Reviews: The Fall - This Nation’s Saving Grace
“Sch-tick” reads the cover of the Fall’s 1985 release, This Nation’s Saving Grace, and it shouldn’t take long to realize why. Most post-punk bands were a somber bunch. The rest were smiling, brainy quirks. The Fall, on the other hand, were pissed off and funny as hell. Unfailingly rude, incalculably hip, and undeniably intellectual, Mark E. Smith may be England’s greatest post-modern poet. Where Morrissey fancies himself the reincarnation of a sassy Oscar Wilde, Smith channels a ﬁrebrand Thoreau, or an unromantic Kerouac, or maybe just himself. His commanding presence has something to do with his uncanny ability to sell himself as the sanest person in any room. Thanks in no small part to his manic consistency, there is no Fall album that doesn’t sound like a Fall album.
That being said, This Nation’s Saving Grace was a fairly controversial release. While it’s often cited as their best and most appealing album, some long-time fans consider it a dud; the first step in the fall of the Fall. To these true believers, Brix Smith was the Yoko Ono of the post-punk underground. Brix quite literally married in to the Fall in 1983, and she brought pop-craft in with her. The band had long been making songs, some (“The Classical” from Hex Enduction Hour) more song-like than others (“Hip Priest” from the same), but Brixy decided it was time to get some more Rock & Roll focus. The first record on which she featured, 1983’s Perverted By Language, was a bit of a brick wall, difficult to dissemble, but surprisingly structured. Grace is the product of a careful pairing down of the ideas explored on Language, particularly the analysis of these things called “riffs” which, at the time, were a completely newfangled concept for the group.
It’s not that they’re necessarily excited to have us on board. There’s plenty here to scare the feeble-eared on back to their Joy Division. Cinderblock-barrage riffs on tracks like “Barmy” and “Spoilt Victorian Child” are intertwined with curdling washes of rip-tide guitar haze that feel like audio fever. “I Am Damo Suzuki” juxtaposes cat-screech chords with proudly off-tempo rumble, all punctuated by Mark E’s possessed mumble-shouts.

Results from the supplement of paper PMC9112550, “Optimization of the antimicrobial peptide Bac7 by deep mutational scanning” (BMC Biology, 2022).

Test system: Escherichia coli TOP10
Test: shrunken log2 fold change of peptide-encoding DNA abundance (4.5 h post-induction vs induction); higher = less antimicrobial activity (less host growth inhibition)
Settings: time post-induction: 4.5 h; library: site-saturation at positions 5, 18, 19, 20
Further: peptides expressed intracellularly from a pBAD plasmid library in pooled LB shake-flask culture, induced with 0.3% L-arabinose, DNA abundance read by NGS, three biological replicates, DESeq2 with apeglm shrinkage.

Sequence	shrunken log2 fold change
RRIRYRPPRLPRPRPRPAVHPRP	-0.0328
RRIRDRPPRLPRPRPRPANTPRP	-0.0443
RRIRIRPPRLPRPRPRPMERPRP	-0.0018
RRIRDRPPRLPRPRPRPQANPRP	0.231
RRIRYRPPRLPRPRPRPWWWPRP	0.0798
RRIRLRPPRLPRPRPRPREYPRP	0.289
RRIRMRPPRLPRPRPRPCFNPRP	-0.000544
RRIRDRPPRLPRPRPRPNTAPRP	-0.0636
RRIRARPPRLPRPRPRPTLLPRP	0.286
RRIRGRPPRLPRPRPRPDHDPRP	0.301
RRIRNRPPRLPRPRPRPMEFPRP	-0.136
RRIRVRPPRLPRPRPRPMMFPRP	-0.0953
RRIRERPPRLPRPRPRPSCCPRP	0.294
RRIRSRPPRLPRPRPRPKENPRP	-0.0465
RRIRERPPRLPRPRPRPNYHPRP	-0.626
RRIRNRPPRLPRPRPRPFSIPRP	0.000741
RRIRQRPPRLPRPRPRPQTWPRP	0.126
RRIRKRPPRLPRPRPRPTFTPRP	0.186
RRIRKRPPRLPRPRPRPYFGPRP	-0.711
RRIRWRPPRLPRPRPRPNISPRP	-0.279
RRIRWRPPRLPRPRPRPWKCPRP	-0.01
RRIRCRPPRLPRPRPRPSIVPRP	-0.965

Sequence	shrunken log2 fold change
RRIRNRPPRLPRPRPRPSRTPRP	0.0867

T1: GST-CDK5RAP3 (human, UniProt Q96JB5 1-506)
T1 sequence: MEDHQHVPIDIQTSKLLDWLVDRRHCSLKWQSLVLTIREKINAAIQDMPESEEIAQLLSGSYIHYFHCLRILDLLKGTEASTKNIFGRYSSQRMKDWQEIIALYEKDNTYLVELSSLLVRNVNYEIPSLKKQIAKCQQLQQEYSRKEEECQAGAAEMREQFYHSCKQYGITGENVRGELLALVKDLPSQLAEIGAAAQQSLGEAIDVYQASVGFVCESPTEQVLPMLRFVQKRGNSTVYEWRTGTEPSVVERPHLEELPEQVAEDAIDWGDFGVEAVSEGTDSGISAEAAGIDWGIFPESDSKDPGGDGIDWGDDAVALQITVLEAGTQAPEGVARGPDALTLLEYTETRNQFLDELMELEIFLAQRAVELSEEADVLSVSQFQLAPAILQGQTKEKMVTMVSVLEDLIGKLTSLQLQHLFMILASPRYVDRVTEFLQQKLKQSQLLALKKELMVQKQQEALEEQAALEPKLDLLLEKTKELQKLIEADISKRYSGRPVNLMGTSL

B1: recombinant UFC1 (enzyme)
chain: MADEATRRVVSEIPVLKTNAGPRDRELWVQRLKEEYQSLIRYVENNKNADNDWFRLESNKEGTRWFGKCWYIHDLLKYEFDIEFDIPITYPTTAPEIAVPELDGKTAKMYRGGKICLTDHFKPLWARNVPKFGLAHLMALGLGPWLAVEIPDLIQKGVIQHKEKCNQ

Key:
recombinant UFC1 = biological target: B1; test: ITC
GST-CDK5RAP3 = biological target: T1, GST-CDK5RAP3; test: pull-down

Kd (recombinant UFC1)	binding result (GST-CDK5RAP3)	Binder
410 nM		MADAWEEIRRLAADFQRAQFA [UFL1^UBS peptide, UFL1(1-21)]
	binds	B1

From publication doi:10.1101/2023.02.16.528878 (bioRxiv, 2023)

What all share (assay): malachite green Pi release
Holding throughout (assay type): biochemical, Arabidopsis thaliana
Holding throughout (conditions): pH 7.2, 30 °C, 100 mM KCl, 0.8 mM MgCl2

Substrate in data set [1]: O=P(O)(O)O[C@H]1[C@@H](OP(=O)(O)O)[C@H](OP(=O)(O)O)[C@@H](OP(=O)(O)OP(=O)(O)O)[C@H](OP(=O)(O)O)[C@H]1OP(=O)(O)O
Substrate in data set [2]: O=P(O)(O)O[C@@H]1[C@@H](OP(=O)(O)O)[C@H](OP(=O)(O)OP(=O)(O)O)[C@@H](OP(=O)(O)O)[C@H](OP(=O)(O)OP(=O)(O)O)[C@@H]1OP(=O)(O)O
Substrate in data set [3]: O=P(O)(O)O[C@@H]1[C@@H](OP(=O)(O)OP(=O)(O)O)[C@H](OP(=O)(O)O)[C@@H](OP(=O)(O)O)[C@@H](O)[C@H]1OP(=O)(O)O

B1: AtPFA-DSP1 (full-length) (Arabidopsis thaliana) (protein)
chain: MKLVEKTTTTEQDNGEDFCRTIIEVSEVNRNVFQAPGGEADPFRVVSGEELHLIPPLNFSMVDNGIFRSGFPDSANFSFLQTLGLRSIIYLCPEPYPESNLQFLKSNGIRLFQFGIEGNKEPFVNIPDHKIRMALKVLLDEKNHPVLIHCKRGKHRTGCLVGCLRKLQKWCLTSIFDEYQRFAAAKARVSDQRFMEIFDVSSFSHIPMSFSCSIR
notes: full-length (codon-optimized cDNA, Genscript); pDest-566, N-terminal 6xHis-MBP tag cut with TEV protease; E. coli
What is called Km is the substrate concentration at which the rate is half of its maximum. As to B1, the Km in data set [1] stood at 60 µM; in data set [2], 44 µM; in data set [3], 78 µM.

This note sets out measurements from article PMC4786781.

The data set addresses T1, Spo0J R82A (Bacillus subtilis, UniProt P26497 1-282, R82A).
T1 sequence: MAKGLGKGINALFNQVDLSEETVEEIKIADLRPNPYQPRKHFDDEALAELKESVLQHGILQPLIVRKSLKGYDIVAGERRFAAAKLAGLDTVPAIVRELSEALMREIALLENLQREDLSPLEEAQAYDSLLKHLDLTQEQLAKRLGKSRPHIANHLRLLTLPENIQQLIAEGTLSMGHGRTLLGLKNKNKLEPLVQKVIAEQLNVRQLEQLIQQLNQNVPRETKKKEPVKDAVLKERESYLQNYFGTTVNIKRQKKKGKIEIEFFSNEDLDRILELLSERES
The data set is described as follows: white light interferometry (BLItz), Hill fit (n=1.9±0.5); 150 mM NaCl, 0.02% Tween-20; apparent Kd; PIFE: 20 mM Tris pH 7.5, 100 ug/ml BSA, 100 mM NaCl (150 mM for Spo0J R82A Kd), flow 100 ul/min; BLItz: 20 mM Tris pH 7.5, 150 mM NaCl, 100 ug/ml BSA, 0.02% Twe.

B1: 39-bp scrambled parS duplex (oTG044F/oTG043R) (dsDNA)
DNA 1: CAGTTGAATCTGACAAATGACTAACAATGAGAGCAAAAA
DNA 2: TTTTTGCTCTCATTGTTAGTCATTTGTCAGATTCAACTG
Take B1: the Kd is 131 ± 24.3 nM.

More than just a sharpening of their sound, Grace stands as a major cultural statement; a sort of British Daydream Nation. It casts loners and losers and psychopaths in leading roles, and wrestles with the dim prospects of defining oneself as an individual in a world that shuns its outliers. The settings are bleak at best, neon-plastic dystopias sold as wonderlands. “L.A.” evokes its subject’s paper-thin character perfectly behind a wall of bouncing New Order synths and trendy guitar twists. On “My New House” and “What You Need”, Smith discusses the sterility of massive consumption and its implications on the human condition.
It all comes to a head on “Paintwork”, a stunning anthem constructed from tape samples recorded in Mark’s lonely hotel room. The song is singular, unimposing, beautiful, and vulnerable, unlike anything to come out of Smith’s head before. What starts as a diary entry transfigures itself into a plea for understanding from a true genius enigma. The beat fades from a pitter-patter of tongue clicks to a thump of impersonal drum machine kicks. Guitars sweet and soft and natural become fuzz laced and charged in the blink of an eye. “People say, ‘Hey Mark, you’re spoiling all the paintwork’.”
The album’s title is a bit of a blatant joke, but ends up not being too far off. Whether they meant to or not, the Fall managed to create something truly special with “This Nation’s Saving Grace”. They had left their stylistic mark long before, but what chance would Stephen Malkmus have had to dig up Live at the Witch Trials if a few tracks from here hadn’t become college radio hits? Age old arguments about “selling out” aside, this is still an incredibly challenging album. It hands out as many frustrations as rewards. The most wonderful part is when the frustrations start to grow on you, and suddenly Mark E. Smith becomes your best friend.
Final Rating - A